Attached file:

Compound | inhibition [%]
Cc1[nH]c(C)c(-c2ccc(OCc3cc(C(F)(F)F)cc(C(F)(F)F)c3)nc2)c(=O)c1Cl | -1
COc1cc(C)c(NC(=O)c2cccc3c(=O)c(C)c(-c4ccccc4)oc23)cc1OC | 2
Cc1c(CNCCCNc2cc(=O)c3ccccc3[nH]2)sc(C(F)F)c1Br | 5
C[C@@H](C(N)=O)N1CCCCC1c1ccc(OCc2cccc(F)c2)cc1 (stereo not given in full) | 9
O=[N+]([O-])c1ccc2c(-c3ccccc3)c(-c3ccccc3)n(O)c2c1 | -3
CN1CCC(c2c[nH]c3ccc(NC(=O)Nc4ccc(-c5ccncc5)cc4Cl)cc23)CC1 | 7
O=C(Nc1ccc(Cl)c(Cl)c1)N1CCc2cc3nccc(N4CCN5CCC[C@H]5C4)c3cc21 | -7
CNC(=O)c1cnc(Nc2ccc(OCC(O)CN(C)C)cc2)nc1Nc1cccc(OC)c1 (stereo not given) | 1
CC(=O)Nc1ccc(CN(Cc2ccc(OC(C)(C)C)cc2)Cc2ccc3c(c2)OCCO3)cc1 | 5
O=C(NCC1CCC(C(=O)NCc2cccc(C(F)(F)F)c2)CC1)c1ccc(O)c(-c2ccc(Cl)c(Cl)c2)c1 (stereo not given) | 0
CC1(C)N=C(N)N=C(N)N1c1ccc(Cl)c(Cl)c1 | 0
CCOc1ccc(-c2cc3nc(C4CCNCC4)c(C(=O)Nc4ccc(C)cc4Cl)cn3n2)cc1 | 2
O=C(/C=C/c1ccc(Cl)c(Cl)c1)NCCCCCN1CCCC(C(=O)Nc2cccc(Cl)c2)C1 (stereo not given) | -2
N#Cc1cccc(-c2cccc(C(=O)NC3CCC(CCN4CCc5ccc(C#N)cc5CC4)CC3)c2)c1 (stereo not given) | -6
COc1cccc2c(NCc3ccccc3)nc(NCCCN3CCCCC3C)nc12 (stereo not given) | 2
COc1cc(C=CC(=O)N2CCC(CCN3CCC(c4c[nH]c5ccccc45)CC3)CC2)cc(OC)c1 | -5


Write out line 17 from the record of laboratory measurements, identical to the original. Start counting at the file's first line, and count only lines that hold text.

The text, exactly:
COc1cc(C=CC(=O)N2CCC(CCN3CCC(c4c[nH]c5ccccc45)CC3)CC2)cc(OC)c1 | -5